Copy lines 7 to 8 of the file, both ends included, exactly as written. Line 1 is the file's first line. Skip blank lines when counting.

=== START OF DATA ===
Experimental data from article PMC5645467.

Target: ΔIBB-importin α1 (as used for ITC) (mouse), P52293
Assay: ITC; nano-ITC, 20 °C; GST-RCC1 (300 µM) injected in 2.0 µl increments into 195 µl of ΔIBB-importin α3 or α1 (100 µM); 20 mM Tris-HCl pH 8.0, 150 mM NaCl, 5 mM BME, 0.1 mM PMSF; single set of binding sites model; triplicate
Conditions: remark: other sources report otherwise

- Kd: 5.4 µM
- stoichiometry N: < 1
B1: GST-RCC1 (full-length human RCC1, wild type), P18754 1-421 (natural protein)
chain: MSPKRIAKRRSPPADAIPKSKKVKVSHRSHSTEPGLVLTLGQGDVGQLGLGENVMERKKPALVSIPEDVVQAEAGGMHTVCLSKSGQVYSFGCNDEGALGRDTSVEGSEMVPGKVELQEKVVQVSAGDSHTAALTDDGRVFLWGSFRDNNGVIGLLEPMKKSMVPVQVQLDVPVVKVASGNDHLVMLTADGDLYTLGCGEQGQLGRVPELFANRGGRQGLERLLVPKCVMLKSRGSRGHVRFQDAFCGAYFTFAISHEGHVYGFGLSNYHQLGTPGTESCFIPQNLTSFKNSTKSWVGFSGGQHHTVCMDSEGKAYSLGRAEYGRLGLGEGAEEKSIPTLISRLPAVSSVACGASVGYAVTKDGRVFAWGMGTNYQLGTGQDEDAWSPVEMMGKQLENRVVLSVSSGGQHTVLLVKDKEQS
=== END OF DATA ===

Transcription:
B1: GST-RCC1 (full-length human RCC1, wild type), P18754 1-421 (natural protein)
chain: MSPKRIAKRRSPPADAIPKSKKVKVSHRSHSTEPGLVLTLGQGDVGQLGLGENVMERKKPALVSIPEDVVQAEAGGMHTVCLSKSGQVYSFGCNDEGALGRDTSVEGSEMVPGKVELQEKVVQVSAGDSHTAALTDDGRVFLWGSFRDNNGVIGLLEPMKKSMVPVQVQLDVPVVKVASGNDHLVMLTADGDLYTLGCGEQGQLGRVPELFANRGGRQGLERLLVPKCVMLKSRGSRGHVRFQDAFCGAYFTFAISHEGHVYGFGLSNYHQLGTPGTESCFIPQNLTSFKNSTKSWVGFSGGQHHTVCMDSEGKAYSLGRAEYGRLGLGEGAEEKSIPTLISRLPAVSSVACGASVGYAVTKDGRVFAWGMGTNYQLGTGQDEDAWSPVEMMGKQLENRVVLSVSSGGQHTVLLVKDKEQS